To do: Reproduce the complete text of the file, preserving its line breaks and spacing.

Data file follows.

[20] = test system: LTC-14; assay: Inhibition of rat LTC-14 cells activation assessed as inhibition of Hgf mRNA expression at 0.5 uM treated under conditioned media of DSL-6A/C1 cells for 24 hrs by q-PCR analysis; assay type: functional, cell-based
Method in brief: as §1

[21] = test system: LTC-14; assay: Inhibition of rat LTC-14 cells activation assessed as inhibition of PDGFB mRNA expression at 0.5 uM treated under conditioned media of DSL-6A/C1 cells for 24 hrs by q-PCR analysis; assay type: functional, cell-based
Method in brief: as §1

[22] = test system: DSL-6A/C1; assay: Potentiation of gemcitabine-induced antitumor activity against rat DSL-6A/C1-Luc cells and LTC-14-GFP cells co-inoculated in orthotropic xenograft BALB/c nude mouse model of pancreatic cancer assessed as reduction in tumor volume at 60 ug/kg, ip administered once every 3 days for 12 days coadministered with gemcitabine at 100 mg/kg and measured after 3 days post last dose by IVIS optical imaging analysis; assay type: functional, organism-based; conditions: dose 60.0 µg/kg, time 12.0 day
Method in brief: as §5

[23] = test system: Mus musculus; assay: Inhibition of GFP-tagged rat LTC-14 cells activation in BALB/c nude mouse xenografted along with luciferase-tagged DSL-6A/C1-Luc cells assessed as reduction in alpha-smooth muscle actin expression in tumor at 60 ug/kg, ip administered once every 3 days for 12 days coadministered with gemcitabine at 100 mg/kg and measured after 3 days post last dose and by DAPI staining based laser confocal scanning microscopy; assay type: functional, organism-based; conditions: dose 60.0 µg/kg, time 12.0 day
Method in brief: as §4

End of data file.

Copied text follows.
[20] = test system: LTC-14; assay: Inhibition of rat LTC-14 cells activation assessed as inhibition of Hgf mRNA expression at 0.5 uM treated under conditioned media of DSL-6A/C1 cells for 24 hrs by q-PCR analysis; assay type: functional, cell-based
Method in brief: as §1

[21] = test system: LTC-14; assay: Inhibition of rat LTC-14 cells activation assessed as inhibition of PDGFB mRNA expression at 0.5 uM treated under conditioned media of DSL-6A/C1 cells for 24 hrs by q-PCR analysis; assay type: functional, cell-based
Method in brief: as §1

[22] = test system: DSL-6A/C1; assay: Potentiation of gemcitabine-induced antitumor activity against rat DSL-6A/C1-Luc cells and LTC-14-GFP cells co-inoculated in orthotropic xenograft BALB/c nude mouse model of pancreatic cancer assessed as reduction in tumor volume at 60 ug/kg, ip administered once every 3 days for 12 days coadministered with gemcitabine at 100 mg/kg and measured after 3 days post last dose by IVIS optical imaging analysis; assay type: functional, organism-based; conditions: dose 60.0 µg/kg, time 12.0 day
Method in brief: as §5

[23] = test system: Mus musculus; assay: Inhibition of GFP-tagged rat LTC-14 cells activation in BALB/c nude mouse xenografted along with luciferase-tagged DSL-6A/C1-Luc cells assessed as reduction in alpha-smooth muscle actin expression in tumor at 60 ug/kg, ip administered once every 3 days for 12 days coadministered with gemcitabine at 100 mg/kg and measured after 3 days post last dose and by DAPI staining based laser confocal scanning microscopy; assay type: functional, organism-based; conditions: dose 60.0 µg/kg, time 12.0 day
Method in brief: as §4